“I call them ‘Pulling at Your Heart Galleries,’” Carames said. “They showcase the children, and there are about 26,000 of them in Florida’s foster system right now who are older. When these children reach the age of about 10 to 12, they are no longer desirable to most families because some people tend to feel that they’ve already grown and they will never be able to show these kids the ways of the world. We spend a good deal of our time talking to our clients and educating them away from some of those biases.”
In addition to adoption services, 26Health offers a whole wellness package for the families, including primary care, specialty care and behavioral health. The nonprofit also is creating support groups for prospective parents and for those who have taken in children and need guidance on how to handle some of the emotional and behavioral issues they encounter.
Carames and his partner wound up adopting a teenager who had been bounced from home to home and is now their son, participating in sports at school and looking forward to his first-ever family vacation. Carames recommends prospective parents watch the 2018 film Instant Family starring Mark Walhberg, which he said is pretty realistic.
“A lot of people say to me, ‘Why would you take a teenager? I mean, he’s going to be gone in two years.’ What they’re not understanding is that he’ll always have a home for the holidays, or someone to call for advice, or someone to talk to when he gets his heart broken.
“These kids don’t have that currently. So that’s what we try to tell our clients: Look toward some of the older children, because they really need your help. With every month that goes by, they lose hope. We are definitely about finding newborns for the families who want them, but we also advocate for the older kids in the system.”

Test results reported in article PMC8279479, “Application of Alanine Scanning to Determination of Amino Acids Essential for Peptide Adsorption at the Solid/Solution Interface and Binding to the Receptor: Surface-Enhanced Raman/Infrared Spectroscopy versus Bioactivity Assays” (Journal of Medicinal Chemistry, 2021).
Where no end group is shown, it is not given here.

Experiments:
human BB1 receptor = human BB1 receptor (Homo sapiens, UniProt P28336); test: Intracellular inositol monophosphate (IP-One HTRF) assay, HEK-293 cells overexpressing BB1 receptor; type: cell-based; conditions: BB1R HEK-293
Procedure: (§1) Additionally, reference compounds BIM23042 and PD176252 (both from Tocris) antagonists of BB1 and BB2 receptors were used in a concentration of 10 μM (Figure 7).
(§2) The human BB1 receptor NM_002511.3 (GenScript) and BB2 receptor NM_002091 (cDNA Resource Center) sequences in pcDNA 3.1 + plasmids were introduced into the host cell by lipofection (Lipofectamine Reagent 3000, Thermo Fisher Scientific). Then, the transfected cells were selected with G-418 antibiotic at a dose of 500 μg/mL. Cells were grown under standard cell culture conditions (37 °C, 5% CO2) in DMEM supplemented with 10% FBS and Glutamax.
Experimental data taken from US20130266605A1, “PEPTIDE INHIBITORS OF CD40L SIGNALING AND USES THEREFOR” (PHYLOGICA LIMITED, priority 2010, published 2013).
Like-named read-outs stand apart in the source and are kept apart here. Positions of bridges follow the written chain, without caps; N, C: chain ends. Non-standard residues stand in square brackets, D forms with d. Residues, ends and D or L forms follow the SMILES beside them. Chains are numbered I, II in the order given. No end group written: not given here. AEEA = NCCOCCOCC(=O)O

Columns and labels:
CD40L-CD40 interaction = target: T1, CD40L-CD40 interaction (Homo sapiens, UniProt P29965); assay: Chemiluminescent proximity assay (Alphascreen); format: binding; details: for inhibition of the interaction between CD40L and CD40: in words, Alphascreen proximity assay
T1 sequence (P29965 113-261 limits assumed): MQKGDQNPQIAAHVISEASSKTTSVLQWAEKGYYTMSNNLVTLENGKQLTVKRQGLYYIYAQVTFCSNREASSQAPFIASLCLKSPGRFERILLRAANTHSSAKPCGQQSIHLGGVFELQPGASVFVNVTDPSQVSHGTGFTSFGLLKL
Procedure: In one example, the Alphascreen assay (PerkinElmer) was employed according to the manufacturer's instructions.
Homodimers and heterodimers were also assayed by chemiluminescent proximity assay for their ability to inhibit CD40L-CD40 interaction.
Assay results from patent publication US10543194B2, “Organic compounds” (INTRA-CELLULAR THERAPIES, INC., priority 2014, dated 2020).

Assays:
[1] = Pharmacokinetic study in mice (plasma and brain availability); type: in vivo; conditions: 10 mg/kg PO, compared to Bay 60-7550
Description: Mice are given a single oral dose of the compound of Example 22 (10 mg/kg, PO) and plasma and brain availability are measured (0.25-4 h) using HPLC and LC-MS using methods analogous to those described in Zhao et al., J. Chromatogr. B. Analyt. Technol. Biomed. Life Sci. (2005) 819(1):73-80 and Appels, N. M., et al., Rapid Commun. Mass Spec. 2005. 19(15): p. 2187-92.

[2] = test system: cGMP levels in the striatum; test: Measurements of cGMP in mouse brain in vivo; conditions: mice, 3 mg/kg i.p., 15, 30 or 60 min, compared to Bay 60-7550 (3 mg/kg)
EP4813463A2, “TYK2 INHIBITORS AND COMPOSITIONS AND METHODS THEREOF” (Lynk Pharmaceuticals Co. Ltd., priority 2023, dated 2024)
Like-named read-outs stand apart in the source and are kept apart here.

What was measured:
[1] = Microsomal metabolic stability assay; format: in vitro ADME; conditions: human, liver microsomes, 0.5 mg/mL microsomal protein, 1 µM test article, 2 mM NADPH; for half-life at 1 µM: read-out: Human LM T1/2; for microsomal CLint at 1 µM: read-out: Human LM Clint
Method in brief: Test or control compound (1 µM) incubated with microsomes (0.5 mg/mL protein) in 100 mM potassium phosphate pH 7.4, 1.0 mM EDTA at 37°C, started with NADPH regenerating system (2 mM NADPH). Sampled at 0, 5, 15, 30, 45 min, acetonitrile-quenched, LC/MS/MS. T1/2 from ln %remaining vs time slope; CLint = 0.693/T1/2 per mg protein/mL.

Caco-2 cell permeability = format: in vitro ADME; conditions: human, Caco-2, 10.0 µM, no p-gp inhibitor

A Bag of My Own
Children moving from home to home in the foster care system are easily identifiable to those in the know. It’s the plastic garbage bag. They carry their belongings with them in the only container they can find that is large enough to hold their clothing, blankets, pillows, stuffed animals, books, toys and other treasured possessions.
A local initiative is gathering donated suitcases of all shapes and sizes to give foster children a more dignified way of transporting their things, said Manny Carames, the behavioral health director for 26Health. “We came up with these tags that say, ‘Forever home, forever family, forever loved: The 26Health Adoption Team.’ We attach these to all the bags.”
During a recent week, 26Health delivered a batch of about 40 suitcases to an organization it partners with: Embrace Families, which helps children who are suffering from abuse and neglect by counseling the parents or, in extreme cases, supporting the children through foster care or adoption.
Named “A Bag of My Own,” the project is being publicized through social media and in local bars and restaurants, chambers of commerce and fraternal organizations. “They’re all starting to donate money as well, because these little tags cost quite a bit of money to have created,” Carames said. “The foster system is loving it. We’re hoping it inspires other organizations to do the same.”